Like anything in strata, you’re better off with better by-laws over blanket bans.
There are thousands of Adjudicators’ decisions in relation to pet approvals. It’s easy to find decisions in relation to by-laws that impose weight limits.
If you look through a sample of those decisions some relatively clear principles emerge:
- A by-law which bans domestic pets, or any type of them, is almost certainly void.
- A by-law which bans domestic pets over an arbitrary weight limit is almost certainly void.
- A by-law which permits pets up to a certain weight limit without approval, but which imposes a requirement for approval over an arbitrary weight limit, is also likely void.
An application is necessary to the body corporate to advise that a lot owner/tenant wishes to keep a pet on the premises.
If you wish to apply to have a pet at the property your request will need to be submitted to the body corporate committee. If applying as a tenant, you will also need to provide evidence of the lot owner’s approval to keep a pet.
To enable the body corporate or property owner to make a reasonable decision, you can demonstrate that you are a responsible carer by providing the below…
- A pet resume (outlining up-to-date immunisations, flea and worming treatments, microchip details, de-sexing certificate, and obedience training certificates)
- Pet references from your vet, dog trainer, or managers where you have lived with your pet
- Introducing your pet to the committee to show good behaviour and training may also help
- Offering to sign a pet agreement which outlines reasonable expectations for the care and management of your pet is a way to demonstrate that you take your responsibilities seriously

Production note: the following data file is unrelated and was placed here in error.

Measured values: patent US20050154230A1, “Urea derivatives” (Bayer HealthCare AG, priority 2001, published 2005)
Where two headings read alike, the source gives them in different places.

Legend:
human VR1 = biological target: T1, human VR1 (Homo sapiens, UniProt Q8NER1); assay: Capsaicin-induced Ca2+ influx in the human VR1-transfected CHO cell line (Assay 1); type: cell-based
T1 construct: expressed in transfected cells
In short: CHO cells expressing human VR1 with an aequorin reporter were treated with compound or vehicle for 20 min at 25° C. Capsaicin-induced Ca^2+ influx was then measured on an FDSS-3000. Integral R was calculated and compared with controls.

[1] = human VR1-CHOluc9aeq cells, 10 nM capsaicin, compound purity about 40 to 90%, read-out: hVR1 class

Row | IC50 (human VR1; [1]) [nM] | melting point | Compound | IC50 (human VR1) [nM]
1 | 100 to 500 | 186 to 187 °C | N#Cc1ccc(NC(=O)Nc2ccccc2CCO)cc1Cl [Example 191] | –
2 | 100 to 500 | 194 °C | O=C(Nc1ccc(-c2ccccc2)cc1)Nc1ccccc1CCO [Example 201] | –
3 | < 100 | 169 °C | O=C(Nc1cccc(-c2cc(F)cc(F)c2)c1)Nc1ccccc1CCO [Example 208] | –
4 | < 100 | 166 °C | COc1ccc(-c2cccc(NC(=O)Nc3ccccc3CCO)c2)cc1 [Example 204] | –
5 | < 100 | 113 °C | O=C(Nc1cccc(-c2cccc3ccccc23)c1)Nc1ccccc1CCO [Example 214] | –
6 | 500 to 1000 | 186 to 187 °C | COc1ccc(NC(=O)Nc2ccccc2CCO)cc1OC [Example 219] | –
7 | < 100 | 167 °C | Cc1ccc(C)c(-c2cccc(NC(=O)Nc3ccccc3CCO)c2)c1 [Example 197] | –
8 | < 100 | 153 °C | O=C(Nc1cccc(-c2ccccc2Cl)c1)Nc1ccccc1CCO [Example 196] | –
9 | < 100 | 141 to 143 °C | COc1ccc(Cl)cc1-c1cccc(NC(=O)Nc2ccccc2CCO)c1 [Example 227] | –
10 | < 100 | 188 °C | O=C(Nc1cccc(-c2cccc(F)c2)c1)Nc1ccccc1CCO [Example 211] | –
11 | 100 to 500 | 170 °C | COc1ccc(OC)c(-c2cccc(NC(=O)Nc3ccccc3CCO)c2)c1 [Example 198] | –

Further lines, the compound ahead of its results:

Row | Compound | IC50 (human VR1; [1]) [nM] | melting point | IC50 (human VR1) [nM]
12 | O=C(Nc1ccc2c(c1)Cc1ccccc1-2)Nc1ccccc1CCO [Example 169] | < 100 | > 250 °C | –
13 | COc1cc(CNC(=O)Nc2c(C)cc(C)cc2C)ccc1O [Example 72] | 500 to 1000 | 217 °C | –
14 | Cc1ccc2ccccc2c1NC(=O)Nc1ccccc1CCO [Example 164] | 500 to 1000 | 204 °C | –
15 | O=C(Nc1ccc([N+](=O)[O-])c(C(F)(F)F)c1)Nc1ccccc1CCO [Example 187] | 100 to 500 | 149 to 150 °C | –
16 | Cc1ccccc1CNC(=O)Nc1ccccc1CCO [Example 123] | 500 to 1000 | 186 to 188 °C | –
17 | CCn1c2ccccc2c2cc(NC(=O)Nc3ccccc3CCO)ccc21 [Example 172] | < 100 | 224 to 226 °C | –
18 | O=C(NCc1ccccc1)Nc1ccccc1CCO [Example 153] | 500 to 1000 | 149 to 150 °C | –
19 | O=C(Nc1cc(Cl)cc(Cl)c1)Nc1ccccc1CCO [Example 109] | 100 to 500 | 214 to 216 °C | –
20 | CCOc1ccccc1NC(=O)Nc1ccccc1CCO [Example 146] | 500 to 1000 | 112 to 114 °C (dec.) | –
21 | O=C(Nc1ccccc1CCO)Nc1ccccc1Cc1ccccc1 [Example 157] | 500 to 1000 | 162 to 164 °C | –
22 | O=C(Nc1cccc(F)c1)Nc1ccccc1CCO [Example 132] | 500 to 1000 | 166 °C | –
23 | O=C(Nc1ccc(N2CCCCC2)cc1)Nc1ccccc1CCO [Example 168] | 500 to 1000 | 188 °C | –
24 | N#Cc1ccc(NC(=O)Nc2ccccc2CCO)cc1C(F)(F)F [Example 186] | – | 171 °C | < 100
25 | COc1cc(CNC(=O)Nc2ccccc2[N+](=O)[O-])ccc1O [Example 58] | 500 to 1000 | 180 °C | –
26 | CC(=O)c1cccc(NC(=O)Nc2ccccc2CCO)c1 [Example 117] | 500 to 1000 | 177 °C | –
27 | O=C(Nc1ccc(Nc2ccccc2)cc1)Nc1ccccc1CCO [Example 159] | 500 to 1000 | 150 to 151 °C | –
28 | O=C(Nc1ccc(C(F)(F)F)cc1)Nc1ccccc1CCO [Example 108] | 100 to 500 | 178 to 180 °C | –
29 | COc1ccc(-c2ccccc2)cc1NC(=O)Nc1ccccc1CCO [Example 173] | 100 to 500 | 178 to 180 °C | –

Click here for a Stratacare pet application form.
Where there are genuine concerns, the imposition of reasonable conditions on keeping the pet may be more reasonable than outright refusal.
Conditions for Keeping Pets
Many Lot owners will have legitimate concerns about the impact that pets may have on them and their lifestyle.
Most of those concerns can be addressed by imposing conditions on keeping pets. If you don’t agree with all of the conditions imposed by the body corporate you should discuss your concerns with them in the first instance.
Some examples of the conditions that can be set when giving approval of a pet are:
- That the animal is kept within the Lot while present on the scheme land.
- That the animal is not permitted to roam on common property, or into other lots in the scheme.
- That the animal traverses common property only when it is being brought onto or taken off the scheme land, and that when doing so, the animal is suitably restrained.
- That any waste or mess caused by the animal is effectively cleaned and disposed of.
- That any applicable local council regulations are complied with.
- That approval may be revoked if the animal causes any noise or disturbance to interfere with any person’s use or enjoyment of another lot or common property.
- That approval is given for the animal included in the application, and that no replacement or substituted animals are allowed, without written approval of the Body Corporate.
If the body corporate refuses to approve the pet, there are avenues that Lot Owners can take to have the decision possibly overturned. See what the Body Corporate advises first. There may be no issues at all, and approval may go smoothly.
Removing Pets that Breach Conditions
Once approval has been given, should there been any breach of the conditions imposed on the approval, the Body Corporate can then revoke the approval and take steps to seek the removal of the animal in question.
Just because an animal is approved does not mean that it can misbehave.
Owners need to take responsibility for their pets and ensure they do not cause nuisance to other owners and occupiers.
Tips for Pets Applications in Strata
- Prepare a pet resume outlining training and references from past landlords and neighbours.
• Offer to have carpets professionally cleaned once a year.
• Be honest – don’t try and hide pets if the pets are not allowed.
• Seek professional help for behavioural problems such as barking or digging.
For further information or if you have a problem with pets in your community, please call our office on (07) 3435 5300 for a more detailed discussion.